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The Somerton Man Case. The body of a man found on an Australian beach close to a major Atomic Testing ground, he was probably poisoned, a copy of the Rubaiyat of Omar Khayyam and an unbroken Code page found and associated to him. Set against a Cold War background in 1948, was this man a spy? We think so and this blog focuses on the evidence that was left behind and in some cases missed, the Code page, Dry Cleaning numbers, A Poem and a small, torn piece of paper bearing the words TAMAM SHUD.

Wednesday, 23 March 2016

Somerton Man: The Code Page Door Opens, Time For A Break!


The Code Page, Latest Images 30th March 2016

In these images there is no room for doubt, you cannot achieve the appearance of letters and numbers simply by writing over an indented letter. I truly have tested that and I am 100% confident that what you see is the real deal. 

The big question is this, are we looking at code or just someone filling in time? Is it possible that some of 'code' is real and the rest just to muddy the waters?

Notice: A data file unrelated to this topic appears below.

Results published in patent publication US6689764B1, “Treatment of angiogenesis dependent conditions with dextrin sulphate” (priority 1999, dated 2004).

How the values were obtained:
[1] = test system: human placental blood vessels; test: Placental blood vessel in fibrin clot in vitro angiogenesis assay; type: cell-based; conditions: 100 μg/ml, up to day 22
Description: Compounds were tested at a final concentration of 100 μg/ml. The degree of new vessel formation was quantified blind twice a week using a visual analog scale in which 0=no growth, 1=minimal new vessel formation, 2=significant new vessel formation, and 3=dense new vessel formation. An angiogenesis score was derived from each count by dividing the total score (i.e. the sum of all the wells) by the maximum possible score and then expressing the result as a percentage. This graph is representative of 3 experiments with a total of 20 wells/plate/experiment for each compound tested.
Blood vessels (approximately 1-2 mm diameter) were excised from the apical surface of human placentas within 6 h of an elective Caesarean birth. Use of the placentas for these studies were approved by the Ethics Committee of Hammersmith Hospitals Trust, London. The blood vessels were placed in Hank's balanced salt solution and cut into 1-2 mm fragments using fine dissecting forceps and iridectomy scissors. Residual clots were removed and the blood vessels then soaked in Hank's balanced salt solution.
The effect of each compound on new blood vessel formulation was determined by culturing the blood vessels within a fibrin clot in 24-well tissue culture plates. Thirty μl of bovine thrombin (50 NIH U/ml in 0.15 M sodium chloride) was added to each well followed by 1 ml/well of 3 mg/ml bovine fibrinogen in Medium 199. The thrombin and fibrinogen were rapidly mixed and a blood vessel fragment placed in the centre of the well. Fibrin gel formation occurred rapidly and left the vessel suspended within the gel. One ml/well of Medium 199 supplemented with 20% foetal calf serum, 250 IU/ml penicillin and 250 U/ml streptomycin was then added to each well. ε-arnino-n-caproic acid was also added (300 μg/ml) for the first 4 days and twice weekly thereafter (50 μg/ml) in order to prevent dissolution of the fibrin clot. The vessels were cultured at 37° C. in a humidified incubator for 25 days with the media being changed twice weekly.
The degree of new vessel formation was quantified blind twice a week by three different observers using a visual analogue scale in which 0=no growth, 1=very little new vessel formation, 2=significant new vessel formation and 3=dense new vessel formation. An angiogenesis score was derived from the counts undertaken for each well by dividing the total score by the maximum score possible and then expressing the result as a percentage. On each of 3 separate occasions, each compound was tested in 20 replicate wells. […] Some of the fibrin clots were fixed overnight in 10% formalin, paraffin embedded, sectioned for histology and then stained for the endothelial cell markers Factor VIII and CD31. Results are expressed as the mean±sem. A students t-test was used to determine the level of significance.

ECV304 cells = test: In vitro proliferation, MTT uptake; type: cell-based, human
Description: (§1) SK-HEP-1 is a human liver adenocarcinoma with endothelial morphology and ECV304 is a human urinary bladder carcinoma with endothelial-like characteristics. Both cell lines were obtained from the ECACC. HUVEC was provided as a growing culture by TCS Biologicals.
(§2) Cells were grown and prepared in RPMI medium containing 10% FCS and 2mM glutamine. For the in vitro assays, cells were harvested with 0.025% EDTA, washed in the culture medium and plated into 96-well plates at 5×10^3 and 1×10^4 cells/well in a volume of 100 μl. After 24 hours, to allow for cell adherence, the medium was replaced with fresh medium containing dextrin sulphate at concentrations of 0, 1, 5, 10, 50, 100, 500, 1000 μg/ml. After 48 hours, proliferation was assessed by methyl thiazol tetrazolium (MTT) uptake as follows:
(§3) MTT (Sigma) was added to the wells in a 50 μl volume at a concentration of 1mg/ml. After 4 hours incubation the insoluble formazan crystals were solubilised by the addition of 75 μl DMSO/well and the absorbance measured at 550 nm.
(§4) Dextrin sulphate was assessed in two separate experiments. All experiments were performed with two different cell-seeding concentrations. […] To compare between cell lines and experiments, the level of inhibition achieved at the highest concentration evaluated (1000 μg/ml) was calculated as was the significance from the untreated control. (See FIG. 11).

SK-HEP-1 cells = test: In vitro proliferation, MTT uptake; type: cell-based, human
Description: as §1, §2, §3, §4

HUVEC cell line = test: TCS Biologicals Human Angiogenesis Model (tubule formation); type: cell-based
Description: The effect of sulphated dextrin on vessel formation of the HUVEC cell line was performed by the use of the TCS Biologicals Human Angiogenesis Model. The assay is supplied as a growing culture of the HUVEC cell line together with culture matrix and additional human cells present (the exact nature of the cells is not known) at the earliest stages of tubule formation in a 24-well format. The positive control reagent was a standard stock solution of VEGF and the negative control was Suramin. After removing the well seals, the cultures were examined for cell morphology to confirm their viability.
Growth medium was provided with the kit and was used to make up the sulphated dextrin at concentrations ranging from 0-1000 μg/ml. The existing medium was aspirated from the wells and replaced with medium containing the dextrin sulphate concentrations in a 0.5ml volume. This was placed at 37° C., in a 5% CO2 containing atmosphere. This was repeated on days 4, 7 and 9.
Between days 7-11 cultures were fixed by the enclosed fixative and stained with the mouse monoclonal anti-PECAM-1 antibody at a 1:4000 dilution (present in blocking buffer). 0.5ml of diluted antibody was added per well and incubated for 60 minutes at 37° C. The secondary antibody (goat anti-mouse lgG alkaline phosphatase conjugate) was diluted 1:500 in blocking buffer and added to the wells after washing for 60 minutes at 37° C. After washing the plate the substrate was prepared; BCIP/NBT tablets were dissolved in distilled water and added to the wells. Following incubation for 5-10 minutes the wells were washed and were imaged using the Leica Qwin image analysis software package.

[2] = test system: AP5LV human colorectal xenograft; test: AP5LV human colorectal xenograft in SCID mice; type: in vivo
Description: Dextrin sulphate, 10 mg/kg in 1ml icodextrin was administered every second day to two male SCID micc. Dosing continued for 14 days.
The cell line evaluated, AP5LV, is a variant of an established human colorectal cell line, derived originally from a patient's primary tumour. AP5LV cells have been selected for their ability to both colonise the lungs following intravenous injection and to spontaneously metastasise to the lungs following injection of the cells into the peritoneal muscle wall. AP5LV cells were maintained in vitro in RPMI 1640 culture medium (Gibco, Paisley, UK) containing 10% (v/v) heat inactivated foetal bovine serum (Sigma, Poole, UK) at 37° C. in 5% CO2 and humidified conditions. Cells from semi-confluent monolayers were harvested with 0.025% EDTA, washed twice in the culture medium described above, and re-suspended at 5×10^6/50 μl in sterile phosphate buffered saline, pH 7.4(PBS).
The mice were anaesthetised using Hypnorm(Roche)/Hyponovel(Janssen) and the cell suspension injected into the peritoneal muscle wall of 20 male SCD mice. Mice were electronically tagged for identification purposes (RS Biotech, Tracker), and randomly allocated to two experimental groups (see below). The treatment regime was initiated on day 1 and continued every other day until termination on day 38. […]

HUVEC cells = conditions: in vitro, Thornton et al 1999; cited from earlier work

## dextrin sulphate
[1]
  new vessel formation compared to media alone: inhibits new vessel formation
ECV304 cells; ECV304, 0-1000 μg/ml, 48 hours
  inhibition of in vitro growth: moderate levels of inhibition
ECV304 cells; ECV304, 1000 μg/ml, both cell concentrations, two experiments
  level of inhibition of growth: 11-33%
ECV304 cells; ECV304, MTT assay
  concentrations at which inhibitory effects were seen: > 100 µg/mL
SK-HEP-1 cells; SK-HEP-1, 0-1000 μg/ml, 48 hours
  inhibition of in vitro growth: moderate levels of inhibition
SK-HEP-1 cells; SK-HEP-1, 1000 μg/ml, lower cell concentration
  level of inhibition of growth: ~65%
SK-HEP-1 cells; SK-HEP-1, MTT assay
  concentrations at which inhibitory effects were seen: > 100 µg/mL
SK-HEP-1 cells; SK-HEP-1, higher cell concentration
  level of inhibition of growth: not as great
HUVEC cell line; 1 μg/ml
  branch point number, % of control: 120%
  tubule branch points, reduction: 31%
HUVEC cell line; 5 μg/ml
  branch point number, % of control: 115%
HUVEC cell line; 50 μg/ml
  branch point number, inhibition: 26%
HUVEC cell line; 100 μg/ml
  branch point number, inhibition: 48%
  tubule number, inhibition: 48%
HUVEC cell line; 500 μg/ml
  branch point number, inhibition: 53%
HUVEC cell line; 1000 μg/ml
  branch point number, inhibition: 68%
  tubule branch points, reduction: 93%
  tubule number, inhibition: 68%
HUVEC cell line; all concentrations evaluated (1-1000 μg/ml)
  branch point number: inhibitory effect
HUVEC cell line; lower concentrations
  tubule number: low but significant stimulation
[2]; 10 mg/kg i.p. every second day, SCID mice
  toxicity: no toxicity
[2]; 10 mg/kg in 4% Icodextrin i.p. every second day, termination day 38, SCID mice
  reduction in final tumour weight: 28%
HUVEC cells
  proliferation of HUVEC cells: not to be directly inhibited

One thing is certain, whoever wrote it had direct experience with the British Intelligence Ink H method released in 1942. 

Whilst the code page proper has now been revealed, there is still the question of Verse 70 written by Jestyn for Alf Boxall, it also contains micro-code and detailed images will be posted in the next week or so, time permitting.

The most exciting aspect about this huge breakthrough is that the method used can be readily replicated, anyone can do this as per the method described later in this post. 

Long string of letters but mostly numbers all but completing the full code found on the Q.

What I found interesting is the orientation of both sides of the Q, they were written from the left which indicates to me that the person was not only right handed but very skilled and knowledgeable in the use of micro-writing.

Below, the open end of the two crossed lines showing clear numbers and letters.

You will have to look closely at the crossed lines as highlighted to the right, packed very close in both the upper and lower lines with the lower line also split effectively giving double lines of code.